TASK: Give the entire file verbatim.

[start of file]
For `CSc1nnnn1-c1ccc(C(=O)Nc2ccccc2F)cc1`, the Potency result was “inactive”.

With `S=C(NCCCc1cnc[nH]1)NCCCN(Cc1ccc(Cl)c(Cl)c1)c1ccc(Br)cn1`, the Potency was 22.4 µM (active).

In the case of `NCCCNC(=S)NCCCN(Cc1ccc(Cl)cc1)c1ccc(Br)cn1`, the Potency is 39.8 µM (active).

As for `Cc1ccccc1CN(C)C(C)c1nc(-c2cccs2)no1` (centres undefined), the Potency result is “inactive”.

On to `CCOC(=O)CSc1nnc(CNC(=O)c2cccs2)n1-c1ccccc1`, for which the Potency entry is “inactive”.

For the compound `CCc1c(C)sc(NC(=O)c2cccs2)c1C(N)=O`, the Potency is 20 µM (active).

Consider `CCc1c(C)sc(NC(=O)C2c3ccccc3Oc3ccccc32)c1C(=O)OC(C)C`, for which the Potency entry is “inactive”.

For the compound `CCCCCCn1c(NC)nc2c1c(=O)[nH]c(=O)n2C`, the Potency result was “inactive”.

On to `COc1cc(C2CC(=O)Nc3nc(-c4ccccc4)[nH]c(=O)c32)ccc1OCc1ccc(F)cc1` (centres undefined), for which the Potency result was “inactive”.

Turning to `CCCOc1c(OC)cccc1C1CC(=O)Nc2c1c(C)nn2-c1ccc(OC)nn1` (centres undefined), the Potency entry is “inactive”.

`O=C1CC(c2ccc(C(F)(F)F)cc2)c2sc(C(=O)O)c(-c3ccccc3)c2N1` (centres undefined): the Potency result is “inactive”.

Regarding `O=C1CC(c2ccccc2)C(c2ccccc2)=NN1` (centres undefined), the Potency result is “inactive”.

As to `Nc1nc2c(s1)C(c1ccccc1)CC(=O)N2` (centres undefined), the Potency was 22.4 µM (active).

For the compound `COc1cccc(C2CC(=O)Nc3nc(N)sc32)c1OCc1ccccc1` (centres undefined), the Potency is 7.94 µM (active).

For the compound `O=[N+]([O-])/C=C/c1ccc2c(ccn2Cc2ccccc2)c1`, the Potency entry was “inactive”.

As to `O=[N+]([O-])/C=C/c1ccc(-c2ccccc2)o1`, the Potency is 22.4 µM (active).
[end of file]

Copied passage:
For `CSc1nnnn1-c1ccc(C(=O)Nc2ccccc2F)cc1`, the Potency result was “inactive”.

With `S=C(NCCCc1cnc[nH]1)NCCCN(Cc1ccc(Cl)c(Cl)c1)c1ccc(Br)cn1`, the Potency was 22.4 µM (active).

In the case of `NCCCNC(=S)NCCCN(Cc1ccc(Cl)cc1)c1ccc(Br)cn1`, the Potency is 39.8 µM (active).

As for `Cc1ccccc1CN(C)C(C)c1nc(-c2cccs2)no1` (centres undefined), the Potency result is “inactive”.

On to `CCOC(=O)CSc1nnc(CNC(=O)c2cccs2)n1-c1ccccc1`, for which the Potency entry is “inactive”.

For the compound `CCc1c(C)sc(NC(=O)c2cccs2)c1C(N)=O`, the Potency is 20 µM (active).

Consider `CCc1c(C)sc(NC(=O)C2c3ccccc3Oc3ccccc32)c1C(=O)OC(C)C`, for which the Potency entry is “inactive”.

For the compound `CCCCCCn1c(NC)nc2c1c(=O)[nH]c(=O)n2C`, the Potency result was “inactive”.

On to `COc1cc(C2CC(=O)Nc3nc(-c4ccccc4)[nH]c(=O)c32)ccc1OCc1ccc(F)cc1` (centres undefined), for which the Potency result was “inactive”.

Turning to `CCCOc1c(OC)cccc1C1CC(=O)Nc2c1c(C)nn2-c1ccc(OC)nn1` (centres undefined), the Potency entry is “inactive”.

`O=C1CC(c2ccc(C(F)(F)F)cc2)c2sc(C(=O)O)c(-c3ccccc3)c2N1` (centres undefined): the Potency result is “inactive”.

Regarding `O=C1CC(c2ccccc2)C(c2ccccc2)=NN1` (centres undefined), the Potency result is “inactive”.

As to `Nc1nc2c(s1)C(c1ccccc1)CC(=O)N2` (centres undefined), the Potency was 22.4 µM (active).

For the compound `COc1cccc(C2CC(=O)Nc3nc(N)sc32)c1OCc1ccccc1` (centres undefined), the Potency is 7.94 µM (active).

For the compound `O=[N+]([O-])/C=C/c1ccc2c(ccn2Cc2ccccc2)c1`, the Potency entry was “inactive”.

As to `O=[N+]([O-])/C=C/c1ccc(-c2ccccc2)o1`, the Potency is 22.4 µM (active).